Covid-19: Churches struggle to minister to young people

CHURCHES in Bulawayo expect to struggle to attract young people back to the church after the latest Covid-19 regulations banned all public gatherings to stem a surge in infections.

As part of the latest regulations, all public gatherings except funerals were banned.

Church leaders in Bulawayo said it was a struggle attracting young people to the church after the lockdown imposed in January 2021, and the latest restrictions were a further blow to efforts to ‘entice’ young people out of bars into the religious institution.

Roman Catholic priest Father James Batsirayi said, even under lockdown, bars and all other spaces are open to the youth except the church.

“Alcohol outlets are always open even during the lockdown, drugs are also very accessible to the youth even during the lockdown,” he told CITE.

“Even when you go to the streets, in the townships, you see the youth going about, all over. Everything else is open to them except access to spiritual activities. The reason is that, when they want to access spiritual activities, it is the only thing that they can access via WhatsApp.”

Fr. Batsirayi is the Bulawayo archdiocese youth spiritual director.

A pastor from another mainstream church in the city said this was a very serious issue in that young people have always been a minority in the church and the lockdown would further push them away.

“As mainstream churches, we are old churches that are dominated by old people,” he said. “Young people who attend our churches do so as part of families and some ultimately go to Pentecostal churches, as churches of their choice. It means the fewer they are, they will further feel dominated by the elders. As a result, they might stay away from the church. Pentecostal churches are largely seen as youthful churches.”

A pastor from a Pentecostal church in the city said it was a challenge to reach out to young people on social media.

“A lot of things are happening on social media. Some of these things are contrary to the teachings and the work of the church. Social media are part of popular culture, and in popular culture, it is very easy for young people to be sidetracked,” he said.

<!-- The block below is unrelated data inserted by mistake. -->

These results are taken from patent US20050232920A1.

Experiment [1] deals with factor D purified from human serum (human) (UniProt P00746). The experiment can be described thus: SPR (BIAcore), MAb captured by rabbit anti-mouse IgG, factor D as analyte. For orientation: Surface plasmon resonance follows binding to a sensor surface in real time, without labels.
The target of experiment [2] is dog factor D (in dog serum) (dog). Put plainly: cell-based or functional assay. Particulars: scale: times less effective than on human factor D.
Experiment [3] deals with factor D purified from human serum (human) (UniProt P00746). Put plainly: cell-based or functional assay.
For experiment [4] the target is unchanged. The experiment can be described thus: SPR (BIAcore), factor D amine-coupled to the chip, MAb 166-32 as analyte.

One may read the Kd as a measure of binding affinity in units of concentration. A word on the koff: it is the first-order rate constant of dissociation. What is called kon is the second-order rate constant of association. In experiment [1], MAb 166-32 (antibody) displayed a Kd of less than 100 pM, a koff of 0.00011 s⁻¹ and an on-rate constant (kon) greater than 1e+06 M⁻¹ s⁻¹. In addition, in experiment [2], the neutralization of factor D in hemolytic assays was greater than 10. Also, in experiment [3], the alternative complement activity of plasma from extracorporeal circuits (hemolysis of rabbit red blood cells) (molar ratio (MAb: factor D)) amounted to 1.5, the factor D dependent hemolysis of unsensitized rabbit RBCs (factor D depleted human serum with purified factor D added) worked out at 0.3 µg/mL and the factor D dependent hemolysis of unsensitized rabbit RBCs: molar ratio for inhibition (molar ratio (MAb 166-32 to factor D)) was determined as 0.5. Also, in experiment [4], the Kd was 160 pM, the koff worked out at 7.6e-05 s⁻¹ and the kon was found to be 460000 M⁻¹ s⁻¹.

The pastor said his church struggled to get back to its feet after the stringent lockdown imposed last year and beyond this current lockdown, they expected more challenges.

“The challenge of ministering through social media is at times you never know if you are reaching the other person on the other end,” he said.

“It is very hard to know if they read the posts that we put on WhatsApp or they just blue tick us. This challenge comes with frustration on the part of the church.”

Churches in Western countries have used technology such as Lifesize, Zoom video conferencing and social media and other online programmes to keep young people connected to one another and their faith.

With consistent vaccination programmes, it is likely that churches in the West are also likely to open soon.

However, African countries have struggled with their vaccination programmes.

This mostly affects young people as they are at the tail end of receiving the jab in any country as older people and frontline workers are prioritised.

A pastor at a mainstream church said the challenge they had reaching young people online with the gospel is the cost of data is prohibitive in Zimbabwe.

“It is even unaffordable for their parents. As a result, we have a challenge reaching out to young people as a special group that we feel is the future of the church,” she said.

Fr. Batsirayi agrees on the cost of data as the biggest challenge that young people face in accessing spiritual content.

“We have tried the social media way which we hoped was the answer to the lockdown problem, but it only reaches out to a few,” he said.

“The youth don’t have money for airtime. Only a few are using social media since data bundles are very expensive. When one sends out something religious or spiritual, it is usually a big file. Children and youths are always complaining that data bundles are very expensive.”  

The challenge to reach young people on social media is paradoxical considering that young people dominate statistics in terms of online media users and a majority of them are considered to have been born in the age of new media.

Fr. Batsirayi said despite these challenges, the church needed to come up with strategies that would make sure that the future of the church is built on the basis of young people.

“The future of the church lies in a lot of things, depending on a lot of things. Covid-19 was not just a setback but a big blow to the church, but we can also use that to our advantage whereby the church can re-evangelise and this can be done through the youths. If it is done through the youths and among the youths, it can have a very strong impact as far as the future is concerned,” he said.

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